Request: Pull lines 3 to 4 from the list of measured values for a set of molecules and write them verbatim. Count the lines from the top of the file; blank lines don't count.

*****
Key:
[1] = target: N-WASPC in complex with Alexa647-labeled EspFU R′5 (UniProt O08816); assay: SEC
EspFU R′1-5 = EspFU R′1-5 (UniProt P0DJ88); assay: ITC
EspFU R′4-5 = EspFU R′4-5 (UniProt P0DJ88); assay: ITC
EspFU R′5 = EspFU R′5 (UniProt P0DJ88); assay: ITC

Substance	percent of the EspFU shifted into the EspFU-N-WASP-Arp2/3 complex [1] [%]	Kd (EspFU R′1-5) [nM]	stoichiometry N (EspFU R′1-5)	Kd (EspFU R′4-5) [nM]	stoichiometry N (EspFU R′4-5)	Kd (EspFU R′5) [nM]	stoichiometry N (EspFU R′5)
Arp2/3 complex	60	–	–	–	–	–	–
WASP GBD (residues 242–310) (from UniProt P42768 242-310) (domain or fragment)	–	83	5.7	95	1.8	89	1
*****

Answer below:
EspFU R′1-5 = EspFU R′1-5 (UniProt P0DJ88); assay: ITC
EspFU R′4-5 = EspFU R′4-5 (UniProt P0DJ88); assay: ITC